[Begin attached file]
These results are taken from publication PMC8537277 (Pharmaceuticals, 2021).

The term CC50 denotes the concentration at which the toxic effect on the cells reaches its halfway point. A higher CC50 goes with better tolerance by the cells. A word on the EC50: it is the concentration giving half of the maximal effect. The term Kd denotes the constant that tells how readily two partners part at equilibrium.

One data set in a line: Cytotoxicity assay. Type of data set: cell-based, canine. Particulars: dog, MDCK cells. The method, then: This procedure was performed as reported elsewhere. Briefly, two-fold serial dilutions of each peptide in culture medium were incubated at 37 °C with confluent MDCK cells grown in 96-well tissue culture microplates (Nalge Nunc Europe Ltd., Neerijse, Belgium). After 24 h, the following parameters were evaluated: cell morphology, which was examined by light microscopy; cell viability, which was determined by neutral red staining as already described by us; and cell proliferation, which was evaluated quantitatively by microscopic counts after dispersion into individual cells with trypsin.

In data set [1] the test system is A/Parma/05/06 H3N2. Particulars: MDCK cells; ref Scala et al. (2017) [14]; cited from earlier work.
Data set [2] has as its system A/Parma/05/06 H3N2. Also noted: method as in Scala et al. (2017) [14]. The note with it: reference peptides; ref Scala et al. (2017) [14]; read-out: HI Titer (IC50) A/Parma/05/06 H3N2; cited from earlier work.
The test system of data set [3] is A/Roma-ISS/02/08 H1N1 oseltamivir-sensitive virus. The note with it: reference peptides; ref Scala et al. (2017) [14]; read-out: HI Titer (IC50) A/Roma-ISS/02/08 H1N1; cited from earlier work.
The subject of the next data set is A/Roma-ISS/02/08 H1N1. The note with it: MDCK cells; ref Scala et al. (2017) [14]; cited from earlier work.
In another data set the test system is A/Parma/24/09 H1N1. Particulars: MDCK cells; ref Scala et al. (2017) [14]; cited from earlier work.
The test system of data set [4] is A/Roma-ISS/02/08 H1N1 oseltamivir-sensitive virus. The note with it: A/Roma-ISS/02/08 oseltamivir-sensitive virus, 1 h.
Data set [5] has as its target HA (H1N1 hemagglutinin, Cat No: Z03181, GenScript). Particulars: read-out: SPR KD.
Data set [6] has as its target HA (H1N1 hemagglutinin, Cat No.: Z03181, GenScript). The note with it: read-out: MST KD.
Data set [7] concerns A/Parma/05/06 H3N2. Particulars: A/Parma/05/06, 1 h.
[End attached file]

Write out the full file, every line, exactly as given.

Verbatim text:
These results are taken from publication PMC8537277 (Pharmaceuticals, 2021).

The term CC50 denotes the concentration at which the toxic effect on the cells reaches its halfway point. A higher CC50 goes with better tolerance by the cells. A word on the EC50: it is the concentration giving half of the maximal effect. The term Kd denotes the constant that tells how readily two partners part at equilibrium.

One data set in a line: Cytotoxicity assay. Type of data set: cell-based, canine. Particulars: dog, MDCK cells. The method, then: This procedure was performed as reported elsewhere. Briefly, two-fold serial dilutions of each peptide in culture medium were incubated at 37 °C with confluent MDCK cells grown in 96-well tissue culture microplates (Nalge Nunc Europe Ltd., Neerijse, Belgium). After 24 h, the following parameters were evaluated: cell morphology, which was examined by light microscopy; cell viability, which was determined by neutral red staining as already described by us; and cell proliferation, which was evaluated quantitatively by microscopic counts after dispersion into individual cells with trypsin.

In data set [1] the test system is A/Parma/05/06 H3N2. Particulars: MDCK cells; ref Scala et al. (2017) [14]; cited from earlier work.
Data set [2] has as its system A/Parma/05/06 H3N2. Also noted: method as in Scala et al. (2017) [14]. The note with it: reference peptides; ref Scala et al. (2017) [14]; read-out: HI Titer (IC50) A/Parma/05/06 H3N2; cited from earlier work.
The test system of data set [3] is A/Roma-ISS/02/08 H1N1 oseltamivir-sensitive virus. The note with it: reference peptides; ref Scala et al. (2017) [14]; read-out: HI Titer (IC50) A/Roma-ISS/02/08 H1N1; cited from earlier work.
The subject of the next data set is A/Roma-ISS/02/08 H1N1. The note with it: MDCK cells; ref Scala et al. (2017) [14]; cited from earlier work.
In another data set the test system is A/Parma/24/09 H1N1. Particulars: MDCK cells; ref Scala et al. (2017) [14]; cited from earlier work.
The test system of data set [4] is A/Roma-ISS/02/08 H1N1 oseltamivir-sensitive virus. The note with it: A/Roma-ISS/02/08 oseltamivir-sensitive virus, 1 h.
Data set [5] has as its target HA (H1N1 hemagglutinin, Cat No: Z03181, GenScript). Particulars: read-out: SPR KD.
Data set [6] has as its target HA (H1N1 hemagglutinin, Cat No.: Z03181, GenScript). The note with it: read-out: MST KD.
Data set [7] concerns A/Parma/05/06 H3N2. Particulars: A/Parma/05/06, 1 h.